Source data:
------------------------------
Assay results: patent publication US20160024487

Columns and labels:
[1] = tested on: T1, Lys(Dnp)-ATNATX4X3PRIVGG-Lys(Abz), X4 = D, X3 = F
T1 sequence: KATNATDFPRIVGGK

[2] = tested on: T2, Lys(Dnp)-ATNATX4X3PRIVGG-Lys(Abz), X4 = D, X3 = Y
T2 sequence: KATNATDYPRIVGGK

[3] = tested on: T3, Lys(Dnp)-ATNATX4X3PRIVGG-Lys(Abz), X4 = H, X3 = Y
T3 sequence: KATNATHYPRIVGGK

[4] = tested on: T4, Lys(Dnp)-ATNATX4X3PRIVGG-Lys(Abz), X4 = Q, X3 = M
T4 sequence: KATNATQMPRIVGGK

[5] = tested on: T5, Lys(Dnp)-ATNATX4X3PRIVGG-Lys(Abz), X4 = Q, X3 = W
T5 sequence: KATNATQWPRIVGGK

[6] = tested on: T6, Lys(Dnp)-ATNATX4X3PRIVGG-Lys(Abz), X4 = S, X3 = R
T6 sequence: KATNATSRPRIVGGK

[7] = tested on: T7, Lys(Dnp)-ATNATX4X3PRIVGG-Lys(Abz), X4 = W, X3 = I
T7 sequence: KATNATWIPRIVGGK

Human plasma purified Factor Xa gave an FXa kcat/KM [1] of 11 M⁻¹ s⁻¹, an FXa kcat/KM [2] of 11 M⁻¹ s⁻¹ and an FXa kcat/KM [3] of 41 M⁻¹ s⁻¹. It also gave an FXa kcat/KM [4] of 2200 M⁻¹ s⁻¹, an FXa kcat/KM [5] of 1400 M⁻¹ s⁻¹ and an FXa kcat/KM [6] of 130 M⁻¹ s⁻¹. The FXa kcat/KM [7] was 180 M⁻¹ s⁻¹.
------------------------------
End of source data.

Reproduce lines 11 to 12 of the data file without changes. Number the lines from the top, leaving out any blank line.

[5] = tested on: T5, Lys(Dnp)-ATNATX4X3PRIVGG-Lys(Abz), X4 = Q, X3 = W
T5 sequence: KATNATQWPRIVGGK